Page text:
Partly as a consequence of the remarkable artistic output generated in medieval Spain, partly because of the political realities lived in the peninsula following the decline of the Caliphate of Cordoba, Spanish artistic production in the XV century took a different direction to the dominating tendencies in much of Europe.
While the Aragonese crown geared its interests towards the Mediterranean Sea, successfully establishing itself as a mercantile player to be reckoned with in the international trade business, Castile-Leon remained mired in the feudal tradition that had turned a small county into the largest and arguably most powerful kingdom of the peninsula.
The result of this situation was that, while much of Europe, and specially the Italian states, experienced the changes that would lead to the modern world-view within which the Renaissance was possible, in the Spanish kingdoms political structures remained largely absolutist, traditional religion was hardly challenged and the environment under which artistic and social structures flourished in medieval Spain simply remained in place.
Thus, whether you be spending some months in Spain, it is important to bear in mind that the artistic production of the XV century bears little comparison to that of other countries, and must be examined on its own. It is in this context that singular works, such as La celestina must be considered.
One of the most significant literary figures of this period, which we might dub pre-Renaissance or post medieval Spain, was the Marquis of Santillana, a prominent member of the Castilian aristocracy of the time with close ties to the artistic establishment. His work serves as stepping stone to link the literary tradition of medieval Spain with the new forms that emerged in the XIV century, such as the Petrarchan sonnet.
Moreover, Santillana's interest in the popular forms, such as the serranillas, has merited him a place in the history of Spanish literature, especially after the XIX century. A worldly politician, the Marquis of Santillana's interest in the arts, both popular and highbrow, his innovative experiments in the Spanish language and his excursions into fictional prose and verse single him out as a rare example of Spanish Humanism in the XV century.
The impact of the Marquis of Santillana's work, or at least the influence of his family on the literary establishment of the time, becomes evident when we consider that the next outstanding poet of the century, Jorge Manrique, was none other than his great-nephew.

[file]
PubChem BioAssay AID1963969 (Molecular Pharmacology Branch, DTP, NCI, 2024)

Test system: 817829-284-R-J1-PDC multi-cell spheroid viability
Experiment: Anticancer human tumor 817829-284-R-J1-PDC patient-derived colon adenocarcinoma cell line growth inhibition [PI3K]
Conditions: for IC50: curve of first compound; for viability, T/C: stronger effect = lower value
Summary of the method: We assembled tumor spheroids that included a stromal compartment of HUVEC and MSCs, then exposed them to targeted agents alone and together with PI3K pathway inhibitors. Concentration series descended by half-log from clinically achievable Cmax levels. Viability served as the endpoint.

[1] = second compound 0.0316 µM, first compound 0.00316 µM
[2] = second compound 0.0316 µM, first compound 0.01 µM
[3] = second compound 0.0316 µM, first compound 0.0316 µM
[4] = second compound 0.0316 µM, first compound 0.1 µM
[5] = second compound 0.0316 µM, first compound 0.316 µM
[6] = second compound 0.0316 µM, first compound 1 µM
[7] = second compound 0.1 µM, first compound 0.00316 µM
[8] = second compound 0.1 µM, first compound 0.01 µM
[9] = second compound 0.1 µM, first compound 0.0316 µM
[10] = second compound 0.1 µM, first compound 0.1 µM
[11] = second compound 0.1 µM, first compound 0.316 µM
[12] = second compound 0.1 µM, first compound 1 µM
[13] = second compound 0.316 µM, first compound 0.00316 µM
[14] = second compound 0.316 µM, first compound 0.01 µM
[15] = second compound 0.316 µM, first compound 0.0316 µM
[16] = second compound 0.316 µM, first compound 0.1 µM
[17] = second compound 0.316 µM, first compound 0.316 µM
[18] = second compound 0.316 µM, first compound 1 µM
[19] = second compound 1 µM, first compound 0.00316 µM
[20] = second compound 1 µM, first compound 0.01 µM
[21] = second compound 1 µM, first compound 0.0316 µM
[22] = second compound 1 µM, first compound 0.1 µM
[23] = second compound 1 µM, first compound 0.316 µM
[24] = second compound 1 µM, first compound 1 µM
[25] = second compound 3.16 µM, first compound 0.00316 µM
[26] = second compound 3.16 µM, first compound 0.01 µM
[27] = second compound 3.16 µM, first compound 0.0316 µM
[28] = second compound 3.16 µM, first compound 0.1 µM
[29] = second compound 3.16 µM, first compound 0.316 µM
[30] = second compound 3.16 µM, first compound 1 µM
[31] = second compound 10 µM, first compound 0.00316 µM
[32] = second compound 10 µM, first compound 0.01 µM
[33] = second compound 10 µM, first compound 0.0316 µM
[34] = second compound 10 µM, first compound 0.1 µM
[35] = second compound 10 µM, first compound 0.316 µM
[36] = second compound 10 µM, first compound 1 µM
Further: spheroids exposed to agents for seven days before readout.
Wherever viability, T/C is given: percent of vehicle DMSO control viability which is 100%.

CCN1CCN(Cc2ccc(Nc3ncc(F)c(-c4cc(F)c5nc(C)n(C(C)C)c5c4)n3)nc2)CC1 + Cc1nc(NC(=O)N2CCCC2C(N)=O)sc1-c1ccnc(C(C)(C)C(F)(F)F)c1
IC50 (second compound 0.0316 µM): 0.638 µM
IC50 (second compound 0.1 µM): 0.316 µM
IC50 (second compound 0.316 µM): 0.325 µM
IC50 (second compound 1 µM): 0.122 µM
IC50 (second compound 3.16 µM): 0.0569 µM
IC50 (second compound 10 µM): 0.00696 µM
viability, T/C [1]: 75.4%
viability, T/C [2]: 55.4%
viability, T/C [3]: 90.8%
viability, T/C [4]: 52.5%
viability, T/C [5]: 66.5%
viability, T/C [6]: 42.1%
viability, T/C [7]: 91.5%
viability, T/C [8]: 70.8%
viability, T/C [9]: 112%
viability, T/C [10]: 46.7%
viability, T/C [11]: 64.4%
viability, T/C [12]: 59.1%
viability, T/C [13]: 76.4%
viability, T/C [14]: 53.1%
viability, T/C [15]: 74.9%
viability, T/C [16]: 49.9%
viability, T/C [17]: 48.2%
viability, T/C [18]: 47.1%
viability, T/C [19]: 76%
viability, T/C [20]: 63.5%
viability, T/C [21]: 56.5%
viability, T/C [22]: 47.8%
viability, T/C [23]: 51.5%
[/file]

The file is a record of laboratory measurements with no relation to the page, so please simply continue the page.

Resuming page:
While chronologically two generations apart, Jorge Manrique and the Marquis of Santillana bear resemblance in more aspects than just their familial bond. Also an important member of the aristocracy, Jorge Manrique is best remembered for his Coplas a la muerte de su padre (Stanzas Upon His Father's Death), which incorporate a detached, more universal perspective of death, adopting a philosophical attitude linked to the Ubi Sunt and which ultimately seek consolation in metaphysical postulates.
The slow progression of the Christian kingdoms into the Humanism of the XVI century gained much strength with the unification of the crowns of Aragon and Castile-Leon in 1469. Spain, unified at last, began to move away from the Gothic aesthetic in favour of new ideas. And it was in this environment that, thirty years later, Fernando de Rojas followed on Jorge Manrique's footsteps and produced the emblematic piece which has been taken to signal the advent of Renaissance in Spain: La celestina.
Originally titled The Tragicomedy of Calisto and Melibea, La celestina, as it is commonly known, is ostensibly a play in 21 acts, which, in practice, cannot, and was probably not meant to, be performed. The plot of La celestina is rather conventional: Calisto falls in love with Melibea, who rejects him, so he contracts the services of Celestina, a procuress, whose intervention indirectly gets Melibea to change her mind.
The tragic part of the story is that Calisto dies in the course of gaining Melibea's love, and consequently Melibea kills herself. The comic half, however, is the truly remarkable, given that the actions are not only light hearted but truly innovative in style. Celestina, the character, is cut from the same cloth as Trotaconventos, from The Book of Good Love, and the plot could be taken from any similar legend.
But the use of the dramatic structure to shape a narrative that is interested only in its own possibilities opened the way for the development of the Spanish novel during the XVI century - a most fruitful genre, which saw the rise to stardom of a certain Miguel de Cervantes Saavedra.